Turns out, I picked right. One of the best bosses I ever had.

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I’ve seen a few challenging moments since my own graduation in 1989, and when you are in the moment, they certainly feel like unmatched havoc and uncertainty. And perhaps, 2020 may feel a bit like this for some of you.

But don’t let the events of this past year keep you from moving forward. Tomorrow is a new day. Your job now is to be open to possibilities. Be inquisitive. Ask anyone and everyone for advice, for leads, for connections. Be a sponge. Absorb as much knowledge as you can to help set you in the right direction.

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Create the opportunities you want. Don’t wait for them to present themselves either. Take the risk. Write that email, send that DM, or make that cold call to pursue that possibility.

Find what you are looking for. It’s out there.

And know that I believe, and so do many others, that YOU can make a difference. And you can find what you are looking for.

It’s your turn now to get out there and live undaunted!



The #1 Lesson I Learned from My Mom – And That I’m Passing on to My Kids

2020 was a year that made us all stop and think. For me, I thought a lot about fear. About family. And about being a parent. A mom.

And since this coming weekend will be all about celebrating mothers, I wanted to take a moment to share about my own family, starting first with my mom, Kay Keenan. While she passed away several years ago, I still hear her voice at times. I think often about her bravery, the extent of which I didn’t fully recognize until recently. Her creativity. Her resilience. And finally, her kindness.

Kay grew up in rural Minnesota, and while many of her peers went straight from high school graduation into marriage and starting a family (this was back in the 1940s), she enrolled at the University of Minnesota pursuing a degree in art history. Not the norm. I never really appreciated until much later in life how bold it was for her to make this decision to attend college. To go a different way and forge an alternate path. Being a woman from the Midwest, college was not the route that was expected of her.

She loved art. And crafts. Any type. She hugged her creative side. She was an art history major; however, we would learn later that that would not define her – but I’ll get to that in a minute. It was at the University of Minnesota where she met my father, Bill Keenan. She was playing softball in a rec league (can you imagine!), and Bill was writing for the school newspaper. He mentioned her in a story in the sports section: “The softball was not that great, but the shortstop was a real ‘looker’.” My mom called him out for that comment when she saw him at a party a few days later. He then asked her out on a date, and the rest, as they say, is history. They married after graduation. Soon after, my mom did put her career ambitions on hold to raise me and my four siblings. She never put her creativity on hold, though, always crafting something, always working on some sort of project.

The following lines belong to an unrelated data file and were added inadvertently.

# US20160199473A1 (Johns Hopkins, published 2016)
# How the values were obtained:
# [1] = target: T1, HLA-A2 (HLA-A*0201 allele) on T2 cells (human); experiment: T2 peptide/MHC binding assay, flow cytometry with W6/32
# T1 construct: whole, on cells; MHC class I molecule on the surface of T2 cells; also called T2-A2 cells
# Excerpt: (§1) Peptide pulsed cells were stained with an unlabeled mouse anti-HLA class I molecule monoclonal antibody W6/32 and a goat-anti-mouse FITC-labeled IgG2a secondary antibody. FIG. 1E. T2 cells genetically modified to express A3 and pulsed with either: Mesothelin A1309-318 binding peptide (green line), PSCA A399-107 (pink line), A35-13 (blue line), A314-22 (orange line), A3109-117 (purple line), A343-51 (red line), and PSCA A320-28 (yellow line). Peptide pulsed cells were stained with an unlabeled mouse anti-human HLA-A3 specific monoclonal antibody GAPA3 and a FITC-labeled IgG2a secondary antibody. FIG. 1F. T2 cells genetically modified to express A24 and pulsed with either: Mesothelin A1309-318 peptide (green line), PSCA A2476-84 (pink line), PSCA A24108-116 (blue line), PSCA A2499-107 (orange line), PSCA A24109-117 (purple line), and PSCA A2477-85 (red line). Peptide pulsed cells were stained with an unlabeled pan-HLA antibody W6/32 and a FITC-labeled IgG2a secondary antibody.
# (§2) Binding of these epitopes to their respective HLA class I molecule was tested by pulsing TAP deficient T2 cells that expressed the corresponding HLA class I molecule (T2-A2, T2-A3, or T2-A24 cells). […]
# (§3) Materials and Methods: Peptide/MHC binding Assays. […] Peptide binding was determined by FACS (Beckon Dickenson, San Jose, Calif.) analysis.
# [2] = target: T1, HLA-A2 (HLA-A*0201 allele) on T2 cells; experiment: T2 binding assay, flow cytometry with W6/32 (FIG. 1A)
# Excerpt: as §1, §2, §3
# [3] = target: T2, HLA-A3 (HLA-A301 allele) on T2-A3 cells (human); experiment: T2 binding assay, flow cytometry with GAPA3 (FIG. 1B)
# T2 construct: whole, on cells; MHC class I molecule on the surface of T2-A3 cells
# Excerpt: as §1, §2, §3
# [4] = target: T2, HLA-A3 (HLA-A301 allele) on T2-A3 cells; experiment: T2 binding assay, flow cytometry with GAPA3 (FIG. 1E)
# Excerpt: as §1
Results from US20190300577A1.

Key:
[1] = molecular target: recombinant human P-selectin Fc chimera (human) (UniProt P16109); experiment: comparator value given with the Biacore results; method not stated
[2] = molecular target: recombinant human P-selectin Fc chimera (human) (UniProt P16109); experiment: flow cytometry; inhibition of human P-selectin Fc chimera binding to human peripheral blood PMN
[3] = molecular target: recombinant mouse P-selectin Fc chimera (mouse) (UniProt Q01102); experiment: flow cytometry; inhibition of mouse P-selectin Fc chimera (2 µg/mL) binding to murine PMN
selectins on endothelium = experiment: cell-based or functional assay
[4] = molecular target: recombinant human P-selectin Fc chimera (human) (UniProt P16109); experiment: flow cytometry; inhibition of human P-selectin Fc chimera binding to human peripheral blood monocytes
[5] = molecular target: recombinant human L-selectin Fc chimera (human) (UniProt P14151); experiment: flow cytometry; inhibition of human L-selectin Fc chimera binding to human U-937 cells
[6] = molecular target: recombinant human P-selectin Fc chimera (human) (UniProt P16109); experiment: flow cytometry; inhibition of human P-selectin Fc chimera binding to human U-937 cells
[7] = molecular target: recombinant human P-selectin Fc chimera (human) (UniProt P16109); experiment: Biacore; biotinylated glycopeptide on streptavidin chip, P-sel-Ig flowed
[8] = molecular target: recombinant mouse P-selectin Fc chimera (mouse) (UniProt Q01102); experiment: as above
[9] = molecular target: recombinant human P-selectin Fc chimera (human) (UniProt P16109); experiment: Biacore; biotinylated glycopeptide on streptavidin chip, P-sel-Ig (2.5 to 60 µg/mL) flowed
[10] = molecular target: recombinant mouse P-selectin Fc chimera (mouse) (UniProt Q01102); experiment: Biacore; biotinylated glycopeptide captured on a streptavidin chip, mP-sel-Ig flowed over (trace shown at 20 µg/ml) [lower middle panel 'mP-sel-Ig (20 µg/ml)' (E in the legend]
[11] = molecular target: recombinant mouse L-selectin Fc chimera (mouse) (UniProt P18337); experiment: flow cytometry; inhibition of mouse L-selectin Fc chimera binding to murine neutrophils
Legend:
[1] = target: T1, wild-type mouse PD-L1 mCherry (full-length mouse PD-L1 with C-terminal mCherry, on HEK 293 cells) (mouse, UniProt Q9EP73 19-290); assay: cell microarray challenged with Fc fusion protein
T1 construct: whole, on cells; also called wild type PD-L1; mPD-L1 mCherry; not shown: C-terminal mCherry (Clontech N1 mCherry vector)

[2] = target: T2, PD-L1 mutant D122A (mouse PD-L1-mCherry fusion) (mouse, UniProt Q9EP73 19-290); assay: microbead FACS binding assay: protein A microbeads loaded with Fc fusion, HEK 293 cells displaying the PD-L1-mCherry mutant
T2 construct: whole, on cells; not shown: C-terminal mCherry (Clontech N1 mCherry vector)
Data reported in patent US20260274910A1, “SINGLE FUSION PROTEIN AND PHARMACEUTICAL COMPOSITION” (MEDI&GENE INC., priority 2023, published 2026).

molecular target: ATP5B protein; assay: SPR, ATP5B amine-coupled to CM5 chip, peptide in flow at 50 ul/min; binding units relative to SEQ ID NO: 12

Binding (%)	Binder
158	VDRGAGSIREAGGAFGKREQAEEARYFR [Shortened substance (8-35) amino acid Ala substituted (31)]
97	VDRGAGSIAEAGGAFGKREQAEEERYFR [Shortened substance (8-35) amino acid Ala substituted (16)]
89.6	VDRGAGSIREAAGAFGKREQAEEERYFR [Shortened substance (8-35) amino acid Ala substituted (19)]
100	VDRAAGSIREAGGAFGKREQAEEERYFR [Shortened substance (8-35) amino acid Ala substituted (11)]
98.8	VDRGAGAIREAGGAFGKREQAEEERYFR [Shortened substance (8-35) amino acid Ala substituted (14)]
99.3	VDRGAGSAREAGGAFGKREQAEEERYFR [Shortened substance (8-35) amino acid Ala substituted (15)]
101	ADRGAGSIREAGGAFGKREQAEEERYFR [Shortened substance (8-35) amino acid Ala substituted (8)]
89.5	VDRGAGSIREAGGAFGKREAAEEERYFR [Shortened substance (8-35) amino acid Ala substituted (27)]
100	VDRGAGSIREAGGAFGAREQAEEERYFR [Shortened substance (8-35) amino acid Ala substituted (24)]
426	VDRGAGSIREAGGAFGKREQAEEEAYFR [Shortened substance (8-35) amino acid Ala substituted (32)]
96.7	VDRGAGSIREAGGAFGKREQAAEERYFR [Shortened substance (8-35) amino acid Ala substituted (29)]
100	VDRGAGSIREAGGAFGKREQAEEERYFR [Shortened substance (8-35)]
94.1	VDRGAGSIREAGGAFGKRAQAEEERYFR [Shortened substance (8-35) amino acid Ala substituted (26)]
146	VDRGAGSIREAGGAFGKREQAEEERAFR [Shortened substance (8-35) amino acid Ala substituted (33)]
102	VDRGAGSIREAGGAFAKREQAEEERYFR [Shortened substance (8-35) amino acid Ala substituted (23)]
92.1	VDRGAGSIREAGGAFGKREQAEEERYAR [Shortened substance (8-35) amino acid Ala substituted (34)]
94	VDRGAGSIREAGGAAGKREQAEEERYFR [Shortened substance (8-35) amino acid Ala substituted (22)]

We moved to Arizona when I was just a few years old. (My dad grew tired of shoveling snow in Edina, MN where we were living). My mom picked up work here and there as a substitute teacher. Probably the first time I remember witnessing her “entrepreneurial” spirit was when she took it upon herself to reach out to the heads of the Phoenix and Scottsdale school districts and convince them to let her teach a small program she had developed teaching art history as a volunteer. She wanted kids to be able to recognize some of the great artists – Picasso, Renoir, Monet and others – how to appreciate their work, understand who they were and why they were significant. At her funeral, a few of the kids that I grew up with recalled how my mom’s lessons on “the greats” lived on with them.

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Looking back, I feel like there was a countdown in my mom’s head as I approached kindergarten age. She decided that she was ready to try something new and pursue retail. Fashion. While I think she definitely had an interest in fashion, she also was excited to make a little more money than she was getting as a volunteer AND she could socialize with other adults – something that she really missed. She ended up working in the children’s department, given how much she knew about kid’s clothes, and she frankly became a bit of an expert there. It definitely was an adjustment to having her out of the house, but we all supported my mom’s decision to go back to work. She needed that independence and outlet too for her creativity.